By Alfred Noyes
How like the sky she bends above her child,
One with the great horizon of her pain!
No sob from our low seas where woe runs wild,
No weeping cloud, no momentary rain,
Can mar the heaven-high visage of her grief,
That frozen anguish, proud, majestic, dumb.
She stoops in pity above the labouring earth,
Knowing how fond, how brief
Is all its hope, past, present, and to come,
She stoops in pity, and yearns to assuage its dearth.
Through that fair face the whole dark universe
Speaks, as a thorn-tree speaks thro’ one white flower;
And all those wrenched Promethean souls that curse
The gods, but cannot die before their hour,
Find utterance in her beauty. That fair head
Bows over all earth’s graves. It was her cry
Men heard in Rama when the twisted ways
With children’s blood ran red.
Her silence towers to Silences on high;
And, in her face, the whole earth’s anguish prays.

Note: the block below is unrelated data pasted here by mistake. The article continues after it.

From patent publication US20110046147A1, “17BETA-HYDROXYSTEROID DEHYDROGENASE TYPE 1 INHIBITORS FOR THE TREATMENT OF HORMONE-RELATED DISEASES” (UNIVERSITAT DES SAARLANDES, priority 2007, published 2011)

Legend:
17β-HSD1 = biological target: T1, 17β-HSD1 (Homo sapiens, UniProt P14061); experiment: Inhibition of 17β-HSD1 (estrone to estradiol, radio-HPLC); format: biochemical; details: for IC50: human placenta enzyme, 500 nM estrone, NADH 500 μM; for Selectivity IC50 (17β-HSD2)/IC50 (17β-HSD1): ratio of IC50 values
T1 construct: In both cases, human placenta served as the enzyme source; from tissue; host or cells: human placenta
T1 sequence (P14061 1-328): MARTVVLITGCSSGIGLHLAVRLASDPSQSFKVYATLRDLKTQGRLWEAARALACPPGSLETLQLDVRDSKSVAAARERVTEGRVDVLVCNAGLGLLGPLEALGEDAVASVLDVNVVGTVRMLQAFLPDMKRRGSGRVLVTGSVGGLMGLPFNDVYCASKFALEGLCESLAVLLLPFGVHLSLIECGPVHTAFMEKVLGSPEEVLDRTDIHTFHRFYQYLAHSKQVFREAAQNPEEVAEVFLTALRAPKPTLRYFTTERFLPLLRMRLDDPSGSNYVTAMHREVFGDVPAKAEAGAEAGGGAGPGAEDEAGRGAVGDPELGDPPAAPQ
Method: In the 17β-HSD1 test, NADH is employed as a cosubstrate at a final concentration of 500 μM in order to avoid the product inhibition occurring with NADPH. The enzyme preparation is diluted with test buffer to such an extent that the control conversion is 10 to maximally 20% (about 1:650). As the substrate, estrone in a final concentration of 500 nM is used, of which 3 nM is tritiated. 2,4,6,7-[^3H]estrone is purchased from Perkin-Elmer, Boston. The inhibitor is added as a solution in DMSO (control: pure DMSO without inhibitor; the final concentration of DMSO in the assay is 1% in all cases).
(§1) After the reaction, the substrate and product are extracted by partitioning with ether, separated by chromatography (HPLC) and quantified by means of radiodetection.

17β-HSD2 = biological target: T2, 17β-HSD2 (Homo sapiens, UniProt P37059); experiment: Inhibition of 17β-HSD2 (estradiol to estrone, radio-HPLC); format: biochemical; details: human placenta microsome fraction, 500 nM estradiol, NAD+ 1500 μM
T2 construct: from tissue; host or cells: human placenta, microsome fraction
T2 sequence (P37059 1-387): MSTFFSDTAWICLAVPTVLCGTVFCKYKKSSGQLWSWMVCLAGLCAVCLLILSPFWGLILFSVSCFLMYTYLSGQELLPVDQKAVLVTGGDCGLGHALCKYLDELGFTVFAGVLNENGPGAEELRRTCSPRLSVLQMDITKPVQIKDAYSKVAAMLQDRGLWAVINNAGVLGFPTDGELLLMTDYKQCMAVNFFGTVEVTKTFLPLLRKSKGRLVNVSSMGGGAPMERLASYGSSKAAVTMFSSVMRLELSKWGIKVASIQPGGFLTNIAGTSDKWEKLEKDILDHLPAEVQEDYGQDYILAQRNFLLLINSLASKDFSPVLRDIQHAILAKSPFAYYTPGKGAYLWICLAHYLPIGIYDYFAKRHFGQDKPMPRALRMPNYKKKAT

It is the pity, the pity of human love
That strains her face, upturned to meet the doom,
And her deep bosom, like a snow-white dove
Frozen upon its nest, ne’er to resume
Its happy breathing o’er the golden brace
That she must shield till death. Death, death alone
Can break the anguished horror of that spell.
The sorrow on her face
Is sealed: the living flesh is turned to stone;
She knows all, all, that Life and Time can tell.
Ah, yet, her woman’s love, so vast, so tender,
Her woman’s body, hurt by every dart,
Braving the thunder, still, still hide the slender
Soft frightened child beneath her mighty heart.
She is all one mute immortal cry, one brief
Infinite pang of such victorious pain
That she transcends the heavens and bows them down!
The majesty of grief
Is hers, and her dominion must remain
Eternal. Grief alone can wear that crown.
Source: Collected Poems (1947)